CAPE CANAVERAL, Florida (Reuters) - A budget rocket developed by the founder of Internet financial services firm PayPal blasted off on Tuesday from a remote island in the South Pacific, bolstering hopes of cheaper fares to fly cargo, and eventually people, into space.
The 68-foot (21-meter) booster rocket called Falcon 1 lifted off at 9:10 p.m. EDT (0110 GMT Wednesday) from Omelek Island on a U.S. military missile test range at Kwajalein Atoll in the Marshall Islands and successfully arrived in space minutes later.
About five minutes into the flight, a problem cropped up with the booster’s second-stage engine, which shut down early due to an unexpected roll, said Space Exploration Technologies chief Elon Musk.
“We feel that is something straightforward to fix,” Musk told reporters in a conference call after the flight. “It’s definitely a good day.”
The rocket’s second stage likely re-entered the atmosphere after less than one orbit of Earth, Musk added.
The primary goal of the mission was to demonstrate the Falcon’s flight capabilities, though the booster carried a pair of engineering experiments into orbit as well.
The Defense Advanced Research Projects Agency was the customer for Falcon’s flight.
Space Exploration Technologies, or SpaceX, is offering the rocket, as well as an untested heavy-lift booster, for sale at about one-fifth current market rates.
Falcon 1, for example, sells for about $7 million.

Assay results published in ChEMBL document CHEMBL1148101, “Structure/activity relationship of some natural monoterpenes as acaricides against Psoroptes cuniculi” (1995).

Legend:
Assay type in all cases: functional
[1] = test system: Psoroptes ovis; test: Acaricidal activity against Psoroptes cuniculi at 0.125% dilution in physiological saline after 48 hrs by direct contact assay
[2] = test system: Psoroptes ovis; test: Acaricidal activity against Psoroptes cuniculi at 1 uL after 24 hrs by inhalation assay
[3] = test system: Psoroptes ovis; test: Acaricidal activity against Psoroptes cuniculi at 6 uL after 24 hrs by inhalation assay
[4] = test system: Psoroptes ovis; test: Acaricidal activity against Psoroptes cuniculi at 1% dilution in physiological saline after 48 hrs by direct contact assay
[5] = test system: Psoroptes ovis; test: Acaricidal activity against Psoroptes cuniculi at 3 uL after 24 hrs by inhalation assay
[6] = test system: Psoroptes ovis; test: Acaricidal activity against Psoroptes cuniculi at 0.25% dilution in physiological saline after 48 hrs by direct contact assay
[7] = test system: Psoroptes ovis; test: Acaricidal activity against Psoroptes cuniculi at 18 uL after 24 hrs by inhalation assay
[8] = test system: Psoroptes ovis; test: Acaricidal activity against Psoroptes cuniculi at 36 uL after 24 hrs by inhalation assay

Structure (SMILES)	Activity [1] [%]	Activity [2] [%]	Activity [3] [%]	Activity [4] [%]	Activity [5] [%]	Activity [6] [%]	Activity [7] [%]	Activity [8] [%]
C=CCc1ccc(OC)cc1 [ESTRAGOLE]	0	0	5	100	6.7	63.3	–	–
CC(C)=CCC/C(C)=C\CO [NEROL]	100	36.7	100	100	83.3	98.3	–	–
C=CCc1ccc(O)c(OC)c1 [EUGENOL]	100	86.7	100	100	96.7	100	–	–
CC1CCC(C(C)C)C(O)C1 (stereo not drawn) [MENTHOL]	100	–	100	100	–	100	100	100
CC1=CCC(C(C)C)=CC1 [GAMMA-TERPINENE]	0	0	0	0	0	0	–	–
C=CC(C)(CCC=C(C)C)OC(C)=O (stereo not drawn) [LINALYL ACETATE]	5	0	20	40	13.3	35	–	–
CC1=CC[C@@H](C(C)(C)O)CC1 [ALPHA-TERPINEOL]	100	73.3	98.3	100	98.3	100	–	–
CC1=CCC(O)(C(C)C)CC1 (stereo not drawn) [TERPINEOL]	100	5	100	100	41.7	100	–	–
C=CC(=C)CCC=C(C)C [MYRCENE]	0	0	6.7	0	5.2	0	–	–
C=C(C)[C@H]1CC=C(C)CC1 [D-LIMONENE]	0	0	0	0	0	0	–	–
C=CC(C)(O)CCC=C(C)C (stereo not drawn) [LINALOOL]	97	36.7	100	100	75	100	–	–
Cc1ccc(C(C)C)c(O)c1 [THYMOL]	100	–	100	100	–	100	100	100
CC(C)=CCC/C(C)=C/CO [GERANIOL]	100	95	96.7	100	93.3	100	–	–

SpaceX’s debut mission a year ago ended shortly after liftoff when a corroded nut cracked, triggering a disastrous fuel leak and fire.
The failure did little to shake confidence in the firm’s future, with SpaceX subsequently winning several new contracts, including a $278 million award from NASA to demonstrate cargo delivery services to the International Space Station.
The rocket was about 90 seconds away from liftoff on Monday when its computers automatically aborted the launch due to a software glitch. The rocket also automatically cut off the first launch attempt on Tuesday due to a low-pressure reading. Technicians were able to fix the problem and make a second attempt an hour later.
The company has launch commitments worth about $400 million for flights on the Falcon 1 and heavy-lift Falcon 9 rockets, said Gwynne Shotwell, vice president of business development.
SpaceX also is developing a cargo and crew capsule called the Dragon, which will be used for NASA-backed test flights for space station transport.
NASA also awarded $207 million to SpaceX competitor Rocketplane-Kistler of Oklahoma City, Oklahoma, for test flights of its K-1 booster.
Despite the glitch during Tuesday’s flight, Musk said the next mission for Falcon would be to deliver a military communications satellite to orbit. “We don’t anticipate needing any more demonstration flights,” he said.